Yoji Matsumura scans a newspaper spread for familiar content. He identifies a photo of soldiers deploying from an attack helicopter and whitewashes everything around it. Then he moves to another sheet of newsprint, scans and whitewashes all but a woman’s torso. On the next, he spares a headline in Arabic.
He’s not seen these images before, and he can’t read Arabic. The content is familiar because of the way it makes him feel, the memories it triggers.
He attaches the spreads – dozens and dozens of them – and hangs them like giant curtains from the walls of Drake University’s Anderson Gallery, where they’ll be displayed in an installation titled “Lost and Found” Sept. 8 – Oct. 13.
He’s renewing expired words and images, he says. The world’s old news becomes his new art.
The effect is surreal. The gallery walls become an ocean of dissociated images and words.
“It’s like entering someone’s dream,” Matsumura says. “It feels vague, fragile, unstable.”
One wonders what Matsumura is trying to ‘say’ with such a massive and intricate project.
“I’m not interested in making a statement,” Matsumura says. “The segments are not connected in a logical way; my decisions are intuitive. But sometimes they come together to create some sort of larger image, almost like a movie image – a story. I’m trying to spark memories, my own and those of the viewer, and the feelings of events.”
Matsumura grew up in Tokyo, Japan, and came to the United States to study sculpture. He attended the Cranbrook Academy of Art in Bloomfield Hills, Michigan, for his undergraduate degree and went on to receive his master’s at Virginia Commonwealth University in Richmond, Virginia.
While studying at VCU, Matsumura created his first installation. The night before a faculty review, he had nothing to show. Scrounging for materials, he made one installation from a wash basin, six-foot steel pipe, metal sheet, tin can and some spring coils. He set one spring coil beneath each corner of the metal sheet, placed the wash basin on top of the sheet, stuck the steel pipe into the wash basin and hung the metal can from the pole. Water dripped six feet from a hole in the can into the basin, also filled with water.
For another installation he laid out newspaper spreads, circled interesting headlines with red pen and covered the rest with dirt.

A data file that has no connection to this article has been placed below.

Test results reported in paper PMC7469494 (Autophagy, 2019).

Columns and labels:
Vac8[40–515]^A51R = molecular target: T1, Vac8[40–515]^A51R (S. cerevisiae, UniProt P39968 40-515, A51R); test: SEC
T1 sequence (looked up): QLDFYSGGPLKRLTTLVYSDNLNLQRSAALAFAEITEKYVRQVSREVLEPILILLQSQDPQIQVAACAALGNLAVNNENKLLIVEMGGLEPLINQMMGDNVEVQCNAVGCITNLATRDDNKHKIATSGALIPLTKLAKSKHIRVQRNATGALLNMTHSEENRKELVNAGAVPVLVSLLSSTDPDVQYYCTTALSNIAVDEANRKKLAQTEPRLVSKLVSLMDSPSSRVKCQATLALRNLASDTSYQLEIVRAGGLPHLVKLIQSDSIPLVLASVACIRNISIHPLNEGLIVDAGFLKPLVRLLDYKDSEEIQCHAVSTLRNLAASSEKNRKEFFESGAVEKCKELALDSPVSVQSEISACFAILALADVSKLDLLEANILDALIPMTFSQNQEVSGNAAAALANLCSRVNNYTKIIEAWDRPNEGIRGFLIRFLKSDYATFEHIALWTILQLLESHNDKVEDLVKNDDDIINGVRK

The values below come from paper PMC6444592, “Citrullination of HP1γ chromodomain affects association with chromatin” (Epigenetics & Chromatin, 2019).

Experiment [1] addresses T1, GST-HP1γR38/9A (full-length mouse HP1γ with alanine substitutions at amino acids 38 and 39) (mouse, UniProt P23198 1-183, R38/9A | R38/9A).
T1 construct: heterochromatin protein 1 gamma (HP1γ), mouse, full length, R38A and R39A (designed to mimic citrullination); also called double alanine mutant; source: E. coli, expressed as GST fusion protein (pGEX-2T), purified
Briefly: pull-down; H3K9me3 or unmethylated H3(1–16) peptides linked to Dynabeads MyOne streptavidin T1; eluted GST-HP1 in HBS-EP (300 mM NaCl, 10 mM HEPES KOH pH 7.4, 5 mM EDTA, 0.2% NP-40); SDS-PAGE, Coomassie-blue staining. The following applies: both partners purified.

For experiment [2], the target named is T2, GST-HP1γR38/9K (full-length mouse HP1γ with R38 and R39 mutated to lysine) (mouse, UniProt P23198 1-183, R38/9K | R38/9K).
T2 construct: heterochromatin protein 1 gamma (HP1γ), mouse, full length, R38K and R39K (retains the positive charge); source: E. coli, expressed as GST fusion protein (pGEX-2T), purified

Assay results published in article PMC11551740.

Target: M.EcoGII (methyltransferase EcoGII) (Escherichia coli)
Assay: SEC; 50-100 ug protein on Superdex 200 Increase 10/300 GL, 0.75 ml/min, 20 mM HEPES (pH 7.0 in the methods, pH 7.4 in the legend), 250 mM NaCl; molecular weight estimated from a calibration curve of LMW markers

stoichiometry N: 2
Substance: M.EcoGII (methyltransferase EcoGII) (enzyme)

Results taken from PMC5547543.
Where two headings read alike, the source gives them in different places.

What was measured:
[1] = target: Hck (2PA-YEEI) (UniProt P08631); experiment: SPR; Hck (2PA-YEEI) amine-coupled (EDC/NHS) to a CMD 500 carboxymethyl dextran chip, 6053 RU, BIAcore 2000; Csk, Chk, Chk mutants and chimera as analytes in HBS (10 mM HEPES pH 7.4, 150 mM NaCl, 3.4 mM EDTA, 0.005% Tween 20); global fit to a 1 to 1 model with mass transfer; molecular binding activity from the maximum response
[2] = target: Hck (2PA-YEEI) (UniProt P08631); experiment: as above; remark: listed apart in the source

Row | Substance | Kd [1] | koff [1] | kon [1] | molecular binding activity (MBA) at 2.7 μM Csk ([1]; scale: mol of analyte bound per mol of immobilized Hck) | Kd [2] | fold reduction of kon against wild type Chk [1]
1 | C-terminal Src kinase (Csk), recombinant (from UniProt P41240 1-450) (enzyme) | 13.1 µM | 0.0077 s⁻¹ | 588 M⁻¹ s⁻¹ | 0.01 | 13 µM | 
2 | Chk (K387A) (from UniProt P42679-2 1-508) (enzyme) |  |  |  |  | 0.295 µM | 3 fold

The next morning Matsumura’s professors gave his steel installation rave reviews. They admired his original use of familiar objects. But as for his newspaper piece – “They didn’t even look at it,” Matsumura says.
Undaunted and having learned a lesson about connecting with his audience, Matsumura decided to focus his work on installations. He designed them on a larger scale, added some found objects and showcased his work in galleries around the world. His last installation was in Korea, where he garnished the display with a tall 3-D centerpiece onto the sides of which was projected the image of a child.
For the Anderson Gallery installation, Matsumura bought an inflatable globe at a garage sale. It’s inscribed in silver pen with best wishes from several unknown people. Matsumura paid 10 cents for it. The installation will include more items from Des Moines, but Matsumura is still searching for them at local thrift shops and garage sales.
Matsumura will reveal his latest work at the installation’s opening, 5 to 7 p.m. Friday, Sept. 8, at the Anderson Gallery in the Harmon Fine Arts Center, 25th Street and Carpenter Avenue. The installation continues through Oct. 13. Gallery hours are noon to 4 p.m. Tuesday through Sunday. Admission is free. For more information, call 515-271-1994.
Matsumura’s previous exhibitions include:
1996 City Gallery of Contemporary Art “United States of Mind,” Raleigh, N.C.
1992 Soh Gallery “BUGS,” Tokyo, Japan
1991 Mattress Factory “Celebration,” Pittsburgh, Pa.
1987 Gallery White Art “Matsuribayashi,” Tokyo, Japan
1980 Science Museum of Virginia, Richmond, Va.
2003 Imado works “990 Yen Exhibition,” Tokyo, Japan
2002 Imado works “Tokyo Young Lights 2002,” Tokyo, Japan
1975 Cranbrook Museum “William King and Friends,” Bloomfield Hills, Mich.
1975 Detroit Art Institute “All Michigan Show,” Detroit, Mich.